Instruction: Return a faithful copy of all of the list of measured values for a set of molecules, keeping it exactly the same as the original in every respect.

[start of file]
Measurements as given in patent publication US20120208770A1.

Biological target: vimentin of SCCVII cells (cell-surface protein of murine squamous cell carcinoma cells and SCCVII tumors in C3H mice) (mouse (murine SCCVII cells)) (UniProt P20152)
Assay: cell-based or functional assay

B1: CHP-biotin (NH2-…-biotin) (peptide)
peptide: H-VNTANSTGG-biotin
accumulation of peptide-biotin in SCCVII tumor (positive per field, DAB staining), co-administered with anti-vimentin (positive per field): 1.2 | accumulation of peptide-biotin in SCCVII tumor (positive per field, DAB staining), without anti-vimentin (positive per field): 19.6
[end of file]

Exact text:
Measurements as given in patent publication US20120208770A1.

Biological target: vimentin of SCCVII cells (cell-surface protein of murine squamous cell carcinoma cells and SCCVII tumors in C3H mice) (mouse (murine SCCVII cells)) (UniProt P20152)
Assay: cell-based or functional assay

B1: CHP-biotin (NH2-…-biotin) (peptide)
peptide: H-VNTANSTGG-biotin
accumulation of peptide-biotin in SCCVII tumor (positive per field, DAB staining), co-administered with anti-vimentin (positive per field): 1.2 | accumulation of peptide-biotin in SCCVII tumor (positive per field, DAB staining), without anti-vimentin (positive per field): 19.6